These perceptions could feel forced or stereotyped, but the verite-style clips are juxtaposed with a nuanced look at the past. “Over time my style has become more narrative-based, and mixing documentary tools and narrative tools,” Guggenheim said. “At times it feels just like a movie.”

Animation plays a crucial role in the film. Malala’s father voices over anecdotes from his life accompanied by haunting visuals in dark, resigned hues. An animated sequence about his childhood speech impediment visually lights the fire within him as he overcomes it in front of his peers, depicted as white flames bursting out of his mouth and forming Arabic words. Malala has a nightmare sequence rendered in dark black shadows and muddled greens, topping off the exquisitely beautiful animation in a film that would seemingly have no right to it.

“I actually get very worried when I feel too comfortable,” Guggenheim said. “Because then the directing and storytelling will feel routine, and they won’t have life to it. I like to throw myself into impossible process, and in the process of working my way out of, I discover things.”

“He Named Me Malala” provided this narrative challenge. Malala’s story is not told chronologically, and the film lacks a clear villain — at one point, Zia says that an “ideology,” not a person, shot his daughter.

Without this structural urgency in the plot, Guggenheim is able to linger on each shot, choosing minimalism and montage to depict a woman steeped in humility. As the personal encounters begin to add up over the course of the film, her achievements begin to feel more and more visceral. “It is hard to get things done in this world,” Malala says.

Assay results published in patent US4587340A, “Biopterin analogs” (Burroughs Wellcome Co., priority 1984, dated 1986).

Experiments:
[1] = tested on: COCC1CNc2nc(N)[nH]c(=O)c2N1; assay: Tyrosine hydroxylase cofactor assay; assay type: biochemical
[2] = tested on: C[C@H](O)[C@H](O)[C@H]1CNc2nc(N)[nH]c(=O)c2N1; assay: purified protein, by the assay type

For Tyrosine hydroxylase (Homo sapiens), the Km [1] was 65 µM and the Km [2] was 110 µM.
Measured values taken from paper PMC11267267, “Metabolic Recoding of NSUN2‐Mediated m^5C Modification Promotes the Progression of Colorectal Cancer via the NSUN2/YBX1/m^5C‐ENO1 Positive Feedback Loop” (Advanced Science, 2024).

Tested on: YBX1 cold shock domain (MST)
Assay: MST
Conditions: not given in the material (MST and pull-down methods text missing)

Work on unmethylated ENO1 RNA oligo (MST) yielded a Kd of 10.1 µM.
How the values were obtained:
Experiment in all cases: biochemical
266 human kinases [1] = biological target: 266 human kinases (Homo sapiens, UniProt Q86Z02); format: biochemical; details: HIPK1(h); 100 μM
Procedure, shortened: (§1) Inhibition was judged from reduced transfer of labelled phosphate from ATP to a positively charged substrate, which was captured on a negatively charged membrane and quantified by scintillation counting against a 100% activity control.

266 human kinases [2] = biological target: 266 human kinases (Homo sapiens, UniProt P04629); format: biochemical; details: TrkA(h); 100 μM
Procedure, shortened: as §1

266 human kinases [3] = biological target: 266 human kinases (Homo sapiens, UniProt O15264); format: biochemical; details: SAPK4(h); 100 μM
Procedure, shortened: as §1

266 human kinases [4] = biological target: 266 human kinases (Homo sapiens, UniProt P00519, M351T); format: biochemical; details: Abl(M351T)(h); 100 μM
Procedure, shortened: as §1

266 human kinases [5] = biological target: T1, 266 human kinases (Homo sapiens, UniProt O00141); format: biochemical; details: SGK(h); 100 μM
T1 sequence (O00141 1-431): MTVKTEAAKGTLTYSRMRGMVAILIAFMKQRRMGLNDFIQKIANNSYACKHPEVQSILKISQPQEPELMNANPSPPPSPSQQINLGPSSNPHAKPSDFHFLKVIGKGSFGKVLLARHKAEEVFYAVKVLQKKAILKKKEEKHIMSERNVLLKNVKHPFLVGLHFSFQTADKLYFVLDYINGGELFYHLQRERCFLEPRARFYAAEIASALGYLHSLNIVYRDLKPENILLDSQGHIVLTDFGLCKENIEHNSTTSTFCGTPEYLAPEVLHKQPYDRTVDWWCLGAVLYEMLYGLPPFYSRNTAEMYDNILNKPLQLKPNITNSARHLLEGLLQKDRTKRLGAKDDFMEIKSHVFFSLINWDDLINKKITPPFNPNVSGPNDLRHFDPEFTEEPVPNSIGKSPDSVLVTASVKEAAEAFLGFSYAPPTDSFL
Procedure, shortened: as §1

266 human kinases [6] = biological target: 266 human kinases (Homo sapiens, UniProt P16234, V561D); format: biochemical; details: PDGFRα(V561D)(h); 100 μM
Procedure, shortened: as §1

And then it hits. The film cuts to a real-life photo of the bloody interior of the bus in which Malala was shot. Emotions peak, because the film no longer feels like one about a Nobel Peace Prize winner. It’s a film about an ordinary girl who wanted an education and was shot for it. It’s a film about Guggenheim’s daughters who “still feel too shy to speak out, not confident enough to stand up to sometimes their brother, sometimes the world.”

In many ways, the climax of Malala’s story is not the violent moment on the school bus, but at the moment she decides to speak out and fight for girls’ education, a choice she made knowing that the Taliban may target her. “My father only gave me the name Malala. I became Malala,” she states.

“We’re aligned with Malala’s mission,” Guggenheim said about what he hopes the audience takes away from the documentary. “Her focus is on the 66 million girls who are out of school.”

Through a peeling-back of myth-making, “He Named Me Malala” becomes a story about the basic human urge for equality and the intensity with which it burns in everyone. Not even Malala’s father, her strongest support in life, could give that to her.